PRESS RELEASE: 12.06.2017


On 30th September 2016, the Bulgarian Chess Federation filled an appeal to the Court of Arbitration for Sport (CAS) against the decision of the European Chess Union General Assembly on 10th of September 2016 to expel the Bulgarian Chess federation from the European Chess Union.


After an exchange of written submissions for both sides and the hearing held in Lausanne, Switzerland on 28thApril 2017, the CAS dismissed the case brought by the Bulgarian Chess Federation against ECU and ruled that all costs of Arbitration shall be paid by the Bulgarian Chess Federation as also a part of the ECU legal expenses. The Ruling was as follows:

  1. The appeal filled by the Bulgarian Chess Federation on 30thSeptember 2016 is admissible.
  2. The appeal filled by the Bulgarian Chess Federation on 30thSeptember 2016 is dismissed.
  3. The costs of the arbitration, to be determined and served to the parties by the CAS Court Office, shall be borne by the Bulgarian Chess Federation.
  4. The Bulgarian Chess Federation is ordered to pay the European Chess Union a total amount of CHF 5,000 as a contribution towards the expenses incurred in connection with these arbitration proceedings.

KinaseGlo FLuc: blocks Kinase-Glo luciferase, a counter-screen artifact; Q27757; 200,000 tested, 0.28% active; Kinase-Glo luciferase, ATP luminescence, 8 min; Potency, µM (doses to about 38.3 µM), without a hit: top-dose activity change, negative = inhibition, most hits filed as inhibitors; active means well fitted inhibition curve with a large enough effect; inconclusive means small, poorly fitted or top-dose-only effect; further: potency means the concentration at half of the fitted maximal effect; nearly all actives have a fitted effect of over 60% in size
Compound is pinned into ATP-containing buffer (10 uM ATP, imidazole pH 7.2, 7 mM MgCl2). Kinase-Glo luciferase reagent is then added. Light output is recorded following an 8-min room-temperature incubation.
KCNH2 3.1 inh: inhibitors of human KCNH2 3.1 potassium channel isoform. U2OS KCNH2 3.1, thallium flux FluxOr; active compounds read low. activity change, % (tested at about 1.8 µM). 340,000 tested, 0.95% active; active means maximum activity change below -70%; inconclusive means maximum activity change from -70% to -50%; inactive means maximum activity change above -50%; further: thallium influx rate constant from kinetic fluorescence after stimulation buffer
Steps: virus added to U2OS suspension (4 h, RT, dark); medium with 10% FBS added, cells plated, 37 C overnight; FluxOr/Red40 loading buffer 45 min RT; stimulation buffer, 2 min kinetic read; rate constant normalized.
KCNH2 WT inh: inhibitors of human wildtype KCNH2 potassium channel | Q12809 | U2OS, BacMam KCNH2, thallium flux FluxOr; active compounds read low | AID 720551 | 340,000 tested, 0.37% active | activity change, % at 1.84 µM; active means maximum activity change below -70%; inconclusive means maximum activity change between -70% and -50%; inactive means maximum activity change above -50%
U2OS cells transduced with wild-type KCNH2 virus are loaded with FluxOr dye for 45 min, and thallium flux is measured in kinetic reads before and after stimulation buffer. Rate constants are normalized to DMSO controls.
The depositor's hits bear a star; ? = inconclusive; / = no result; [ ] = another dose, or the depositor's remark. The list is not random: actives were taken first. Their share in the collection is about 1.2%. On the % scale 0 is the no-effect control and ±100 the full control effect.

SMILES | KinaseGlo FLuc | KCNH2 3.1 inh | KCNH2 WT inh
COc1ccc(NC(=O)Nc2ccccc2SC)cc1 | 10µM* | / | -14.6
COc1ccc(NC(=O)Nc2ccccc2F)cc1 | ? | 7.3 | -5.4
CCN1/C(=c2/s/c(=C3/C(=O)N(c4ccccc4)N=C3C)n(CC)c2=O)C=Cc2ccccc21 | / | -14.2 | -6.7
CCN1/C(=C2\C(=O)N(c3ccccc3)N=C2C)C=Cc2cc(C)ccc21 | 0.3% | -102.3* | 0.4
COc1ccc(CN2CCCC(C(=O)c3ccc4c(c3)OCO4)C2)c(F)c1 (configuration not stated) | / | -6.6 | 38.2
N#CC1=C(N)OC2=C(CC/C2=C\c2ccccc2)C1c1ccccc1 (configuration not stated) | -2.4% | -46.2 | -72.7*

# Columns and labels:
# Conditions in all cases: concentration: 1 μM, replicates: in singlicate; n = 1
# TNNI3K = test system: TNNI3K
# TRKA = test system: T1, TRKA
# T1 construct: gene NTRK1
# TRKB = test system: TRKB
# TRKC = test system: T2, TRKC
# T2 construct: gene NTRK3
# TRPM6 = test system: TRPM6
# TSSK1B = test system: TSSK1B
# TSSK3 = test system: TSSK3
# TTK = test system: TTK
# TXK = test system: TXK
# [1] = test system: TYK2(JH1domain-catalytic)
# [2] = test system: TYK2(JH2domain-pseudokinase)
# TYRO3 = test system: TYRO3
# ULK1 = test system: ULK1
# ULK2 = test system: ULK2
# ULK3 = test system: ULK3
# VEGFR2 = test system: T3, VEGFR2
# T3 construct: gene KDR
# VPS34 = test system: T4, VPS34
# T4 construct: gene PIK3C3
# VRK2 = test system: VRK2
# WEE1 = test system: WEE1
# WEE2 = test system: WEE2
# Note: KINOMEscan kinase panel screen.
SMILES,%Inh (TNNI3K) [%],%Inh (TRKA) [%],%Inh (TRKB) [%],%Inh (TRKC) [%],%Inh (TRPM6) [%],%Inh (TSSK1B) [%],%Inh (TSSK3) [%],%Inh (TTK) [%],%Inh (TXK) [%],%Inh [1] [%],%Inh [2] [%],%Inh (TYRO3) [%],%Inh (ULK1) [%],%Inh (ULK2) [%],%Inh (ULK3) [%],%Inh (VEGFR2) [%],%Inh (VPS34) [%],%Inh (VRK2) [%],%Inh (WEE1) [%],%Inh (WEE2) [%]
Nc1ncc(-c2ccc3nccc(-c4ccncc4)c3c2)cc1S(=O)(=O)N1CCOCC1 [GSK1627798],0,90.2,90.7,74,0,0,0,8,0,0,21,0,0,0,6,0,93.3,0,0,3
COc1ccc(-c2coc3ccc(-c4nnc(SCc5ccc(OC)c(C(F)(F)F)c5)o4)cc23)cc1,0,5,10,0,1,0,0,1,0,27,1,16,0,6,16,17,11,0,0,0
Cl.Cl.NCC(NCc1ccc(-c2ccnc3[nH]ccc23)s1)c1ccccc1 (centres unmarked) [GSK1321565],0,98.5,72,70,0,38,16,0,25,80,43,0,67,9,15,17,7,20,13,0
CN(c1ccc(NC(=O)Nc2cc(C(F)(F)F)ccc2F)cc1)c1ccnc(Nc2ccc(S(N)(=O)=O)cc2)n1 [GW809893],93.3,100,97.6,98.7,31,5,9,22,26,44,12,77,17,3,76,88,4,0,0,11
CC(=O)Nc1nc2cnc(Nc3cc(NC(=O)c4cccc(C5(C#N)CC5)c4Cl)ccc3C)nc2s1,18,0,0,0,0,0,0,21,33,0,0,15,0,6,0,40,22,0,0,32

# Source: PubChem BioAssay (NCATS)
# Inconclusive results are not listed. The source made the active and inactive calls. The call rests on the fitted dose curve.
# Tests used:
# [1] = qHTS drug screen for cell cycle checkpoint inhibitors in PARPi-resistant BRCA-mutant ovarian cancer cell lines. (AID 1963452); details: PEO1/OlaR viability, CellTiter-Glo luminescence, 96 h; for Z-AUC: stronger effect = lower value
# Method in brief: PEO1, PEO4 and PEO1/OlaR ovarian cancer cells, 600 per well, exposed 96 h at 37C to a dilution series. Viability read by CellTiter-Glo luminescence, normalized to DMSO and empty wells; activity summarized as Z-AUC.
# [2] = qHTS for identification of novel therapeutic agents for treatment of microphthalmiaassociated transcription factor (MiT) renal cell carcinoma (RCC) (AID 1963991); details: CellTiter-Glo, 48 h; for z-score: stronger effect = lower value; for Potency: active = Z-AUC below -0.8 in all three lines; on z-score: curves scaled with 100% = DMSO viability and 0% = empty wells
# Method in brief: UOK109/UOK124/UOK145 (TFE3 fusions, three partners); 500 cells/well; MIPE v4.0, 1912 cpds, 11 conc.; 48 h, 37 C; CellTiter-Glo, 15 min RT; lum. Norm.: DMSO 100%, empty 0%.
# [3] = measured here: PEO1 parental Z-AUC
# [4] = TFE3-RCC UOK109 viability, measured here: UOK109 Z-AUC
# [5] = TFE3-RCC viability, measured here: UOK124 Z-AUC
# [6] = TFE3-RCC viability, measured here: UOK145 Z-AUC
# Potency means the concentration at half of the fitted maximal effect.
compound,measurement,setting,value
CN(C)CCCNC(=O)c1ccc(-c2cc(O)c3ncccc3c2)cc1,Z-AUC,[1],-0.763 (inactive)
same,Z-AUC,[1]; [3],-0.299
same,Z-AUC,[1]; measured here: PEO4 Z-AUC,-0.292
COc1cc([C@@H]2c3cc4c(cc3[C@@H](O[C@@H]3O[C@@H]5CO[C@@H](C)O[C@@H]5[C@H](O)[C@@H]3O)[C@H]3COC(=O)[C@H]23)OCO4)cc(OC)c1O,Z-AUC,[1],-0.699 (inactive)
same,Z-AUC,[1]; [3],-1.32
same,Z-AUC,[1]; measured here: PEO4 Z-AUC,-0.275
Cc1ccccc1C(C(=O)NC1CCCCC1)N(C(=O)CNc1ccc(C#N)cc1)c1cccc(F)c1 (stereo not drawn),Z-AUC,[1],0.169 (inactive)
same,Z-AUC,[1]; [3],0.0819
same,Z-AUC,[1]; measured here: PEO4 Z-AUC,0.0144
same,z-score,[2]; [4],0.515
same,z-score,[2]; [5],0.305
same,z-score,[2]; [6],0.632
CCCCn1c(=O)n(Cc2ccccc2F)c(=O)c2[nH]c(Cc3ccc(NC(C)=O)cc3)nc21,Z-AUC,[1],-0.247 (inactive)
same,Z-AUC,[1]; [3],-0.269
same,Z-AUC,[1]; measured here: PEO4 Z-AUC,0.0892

5. All other motions or prayers for relief are dismissed.

 The full CAS award is attached at the Press release and is referring to all the history of the case and the court findings and conclusions.

Briefly the British Chairman of the Panel and the two Swiss Arbitrators members of the Panel made the following main findings and conclusions:

  • The Panel concluded that ECU acted in an entirely fair, proper and transparent manner

149. In the circumstances, the Panel is fully satisfied that the process by which the Appellant’s expulsion was proposed and subsequently approved at the General Assembly in Baku was carried out in a fair and lawful manner. The Appellant has not adduced any evidence that suggests the procedure was vitiated by any irregularity or procedural unfairness, or that it was in any way disadvantaged by the procedure On the contrary, the Panel is satisfied on the evidence before it that the Respondent (wording correction) acted in an entirely fair, proper, timely and transparent manner. The procedure followed was fully in conformity with the Respondent’s Articles of Association. The Appellant was afforded an adequate opportunity to present arguments (both in writing and orally) against the proposal before any vote tools place at the General Assembly. The voting process was carried out in a proper manner and in accordance with the Respondent’s express request for a secret ballot.


  • The Panel concluded that Bulgarian Chess Federation deliberately decided not to comply with the ECU request for documents.